Retail has undergone a radical evolution over the past few decades. When Amazon first appeared online, it was little more than an online bookstore which then piggy-backed toys for now extinct Toys-R-Us.
As e-Commerce began to gain ground, sites like Amazon were a good place to shop for a wide assortment of things you might need around your house. As the e-Commerce disruption to the brick and mortar store continued, you could launch Amazon from your phone, to shop or compare prices on the go. Now, e-Commerce goes a step further with voice-driven shopping, otherwise known as conversational commerce.
“The past year has been a decisive year for voice-driven Conversational Commerce – consumer purchase of products and services via voice assistants such as Google Assistant, Amazon’s Alexa and Apple’s Siri. While earlier restricted to chatbots accessed via messaging apps for shopping, the definition of Conversational Commerce has significantly expanded with the arrival of voice-based personal assistants, presenting brands with an opportunity to build greater intimacy with their customers,” according to an article from Capgemini.
The Growth of Conversational Commerce
Being able to shop from the comfort of your home on a computer or a smartphone is certainly a convenience. Being able to build a shopping list just by talking is even easier. That’s probably why Capgemini’s survey concluded that 40 percent of consumers would likely be using a voice shopping method over visiting a website or using an app within the next three years. Additionally, 31 percent will likely choose to use a voice assistant over physically visiting a shop or a bank branch.
When you consider the wide array of functionality, it makes sense that we’ll be seeing an uptick in voice assistant.
As the system is fairly intuitive, simply speaking what you want added to your shopping list. Given the ease of use, it’s no surprise that 51 percent of consumers are also voice assistant users for things such as purchasing. A voice assistant can also perform a wide array of other functions such as calling for a ride on Uber, making payments or sending money, or even ordering takeout for dinner. When you consider the wide array of functionality, it makes sense that we’ll be seeing an uptick in voice assistant.
A Personalized Customer Service
Typically, having to interact with a robot when you’re calling customer support can be an irritating process at the best of times. Interestingly enough, 1 in 3 respondents of the Capgemini survey said they’d be willing to replace customer support or in-store shop sales support with a personalized voice assistant to enhance their in-store shopping experience. While that might seem like a negative aspect for retail stores, it’s shown to actually increase brand loyalty as well as average spending by an additional 8 percent per order.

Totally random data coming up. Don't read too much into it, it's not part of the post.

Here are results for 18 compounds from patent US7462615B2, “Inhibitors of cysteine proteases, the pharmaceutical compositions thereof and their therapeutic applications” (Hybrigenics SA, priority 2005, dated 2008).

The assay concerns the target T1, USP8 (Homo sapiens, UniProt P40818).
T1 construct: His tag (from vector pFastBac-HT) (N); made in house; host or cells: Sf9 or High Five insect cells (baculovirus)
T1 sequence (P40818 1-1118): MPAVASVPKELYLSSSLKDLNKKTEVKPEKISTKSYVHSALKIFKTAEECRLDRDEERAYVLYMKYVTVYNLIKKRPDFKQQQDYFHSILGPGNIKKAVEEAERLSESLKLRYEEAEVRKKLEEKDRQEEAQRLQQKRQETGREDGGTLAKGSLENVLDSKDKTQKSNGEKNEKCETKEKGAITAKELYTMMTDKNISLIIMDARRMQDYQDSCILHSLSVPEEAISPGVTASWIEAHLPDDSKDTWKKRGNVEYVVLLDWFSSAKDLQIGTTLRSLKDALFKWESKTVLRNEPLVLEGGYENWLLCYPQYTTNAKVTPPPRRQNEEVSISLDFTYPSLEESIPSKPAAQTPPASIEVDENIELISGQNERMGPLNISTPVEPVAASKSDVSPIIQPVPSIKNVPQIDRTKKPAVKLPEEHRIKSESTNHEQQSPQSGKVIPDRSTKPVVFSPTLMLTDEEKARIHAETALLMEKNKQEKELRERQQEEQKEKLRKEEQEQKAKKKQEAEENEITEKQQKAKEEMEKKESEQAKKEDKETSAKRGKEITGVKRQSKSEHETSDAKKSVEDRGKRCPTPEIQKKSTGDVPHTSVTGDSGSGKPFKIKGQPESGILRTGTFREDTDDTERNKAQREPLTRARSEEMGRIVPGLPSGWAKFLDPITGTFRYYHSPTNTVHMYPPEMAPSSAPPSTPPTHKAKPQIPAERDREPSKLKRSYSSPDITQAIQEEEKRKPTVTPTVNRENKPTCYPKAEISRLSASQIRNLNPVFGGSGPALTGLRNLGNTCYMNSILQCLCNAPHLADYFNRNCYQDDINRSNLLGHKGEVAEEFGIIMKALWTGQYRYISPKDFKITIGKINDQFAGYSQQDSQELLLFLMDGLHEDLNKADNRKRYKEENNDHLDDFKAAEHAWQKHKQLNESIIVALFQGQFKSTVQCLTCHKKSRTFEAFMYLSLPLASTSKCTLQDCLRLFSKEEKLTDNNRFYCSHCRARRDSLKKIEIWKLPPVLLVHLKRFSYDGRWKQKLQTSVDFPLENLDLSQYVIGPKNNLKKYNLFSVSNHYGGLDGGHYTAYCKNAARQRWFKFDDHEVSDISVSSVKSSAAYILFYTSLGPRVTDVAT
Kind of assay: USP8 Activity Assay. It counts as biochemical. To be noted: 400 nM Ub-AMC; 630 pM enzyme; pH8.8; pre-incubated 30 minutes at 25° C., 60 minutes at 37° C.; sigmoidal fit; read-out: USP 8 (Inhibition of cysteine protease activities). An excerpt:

With this new wave of technology, retail stores are being presented with a truly unique means of increasing both their customer service and customer satisfaction. Companies that can create a dynamic and positive voice shopping assistant experience will be better able to serve their customers while increasing business at the same time. That’s not to say that human-based customer service will be completely phased out in the near future.
While a personalized voice assistant might be great for helping a customer look for specific items, they will perpetually fall short of the mark when empathy is required, specifically when things go wrong.
While a voice assistant is nice, it’s human empathy that can really make a person feel at ease when they have a problem. Many retailers are focusing on customer service as a means of increasing their business. This becomes increasingly important as many industries are turning towards automation to boost efficiency. While a personalized voice assistant might be great for helping a customer look for specific items, they will perpetually fall short of the mark when empathy is required, specifically when things go wrong.
This will certainly be something to keep an eye on as time and technology progress.
Logistics is a perfect example of this. When a shipper is having an issue trying to find a shipment, an automated call menu might be the last thing they want to hear. Having a human operator or customer service representative close at hand to help troubleshoot issues has always been vital, perhaps even more so now with the abundance of new technology. Because of this, retailers will have to learn to navigate the line between multi-platform digital solutions and good-old-fashioned human interaction. Voice assistants will be able to bring a lot to the table, connecting both companies to other companies and consumers to everything in new and exciting ways. This will certainly be something to keep an eye on as time and technology progress.
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